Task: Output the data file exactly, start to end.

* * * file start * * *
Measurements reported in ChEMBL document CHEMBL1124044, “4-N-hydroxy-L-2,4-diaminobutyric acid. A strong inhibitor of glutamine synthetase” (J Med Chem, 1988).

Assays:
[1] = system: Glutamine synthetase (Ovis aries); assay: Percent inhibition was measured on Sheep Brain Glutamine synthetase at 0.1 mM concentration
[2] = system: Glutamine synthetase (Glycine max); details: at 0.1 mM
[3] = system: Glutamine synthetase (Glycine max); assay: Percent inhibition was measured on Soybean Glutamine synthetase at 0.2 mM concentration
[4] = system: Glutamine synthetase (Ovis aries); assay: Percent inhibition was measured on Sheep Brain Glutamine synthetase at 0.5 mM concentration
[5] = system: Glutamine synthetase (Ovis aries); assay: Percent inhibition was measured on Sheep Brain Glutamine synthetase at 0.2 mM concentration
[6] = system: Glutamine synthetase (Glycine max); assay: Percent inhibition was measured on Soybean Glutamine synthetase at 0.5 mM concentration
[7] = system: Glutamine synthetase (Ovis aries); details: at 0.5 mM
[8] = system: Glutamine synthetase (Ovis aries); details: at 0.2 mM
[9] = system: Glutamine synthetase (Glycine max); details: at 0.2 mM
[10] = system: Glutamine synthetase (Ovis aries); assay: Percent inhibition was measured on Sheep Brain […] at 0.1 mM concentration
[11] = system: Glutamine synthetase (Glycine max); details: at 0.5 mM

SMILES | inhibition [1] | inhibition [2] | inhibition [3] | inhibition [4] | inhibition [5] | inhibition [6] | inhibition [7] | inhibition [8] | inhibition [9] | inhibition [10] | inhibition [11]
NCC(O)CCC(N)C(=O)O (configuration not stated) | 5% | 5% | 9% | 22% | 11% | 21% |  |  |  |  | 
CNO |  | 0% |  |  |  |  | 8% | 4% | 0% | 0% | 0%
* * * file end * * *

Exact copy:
Measurements reported in ChEMBL document CHEMBL1124044, “4-N-hydroxy-L-2,4-diaminobutyric acid. A strong inhibitor of glutamine synthetase” (J Med Chem, 1988).

Assays:
[1] = system: Glutamine synthetase (Ovis aries); assay: Percent inhibition was measured on Sheep Brain Glutamine synthetase at 0.1 mM concentration
[2] = system: Glutamine synthetase (Glycine max); details: at 0.1 mM
[3] = system: Glutamine synthetase (Glycine max); assay: Percent inhibition was measured on Soybean Glutamine synthetase at 0.2 mM concentration
[4] = system: Glutamine synthetase (Ovis aries); assay: Percent inhibition was measured on Sheep Brain Glutamine synthetase at 0.5 mM concentration
[5] = system: Glutamine synthetase (Ovis aries); assay: Percent inhibition was measured on Sheep Brain Glutamine synthetase at 0.2 mM concentration
[6] = system: Glutamine synthetase (Glycine max); assay: Percent inhibition was measured on Soybean Glutamine synthetase at 0.5 mM concentration
[7] = system: Glutamine synthetase (Ovis aries); details: at 0.5 mM
[8] = system: Glutamine synthetase (Ovis aries); details: at 0.2 mM
[9] = system: Glutamine synthetase (Glycine max); details: at 0.2 mM
[10] = system: Glutamine synthetase (Ovis aries); assay: Percent inhibition was measured on Sheep Brain […] at 0.1 mM concentration
[11] = system: Glutamine synthetase (Glycine max); details: at 0.5 mM

SMILES | inhibition [1] | inhibition [2] | inhibition [3] | inhibition [4] | inhibition [5] | inhibition [6] | inhibition [7] | inhibition [8] | inhibition [9] | inhibition [10] | inhibition [11]
NCC(O)CCC(N)C(=O)O (configuration not stated) | 5% | 5% | 9% | 22% | 11% | 21% |  |  |  |  | 
CNO |  | 0% |  |  |  |  | 8% | 4% | 0% | 0% | 0%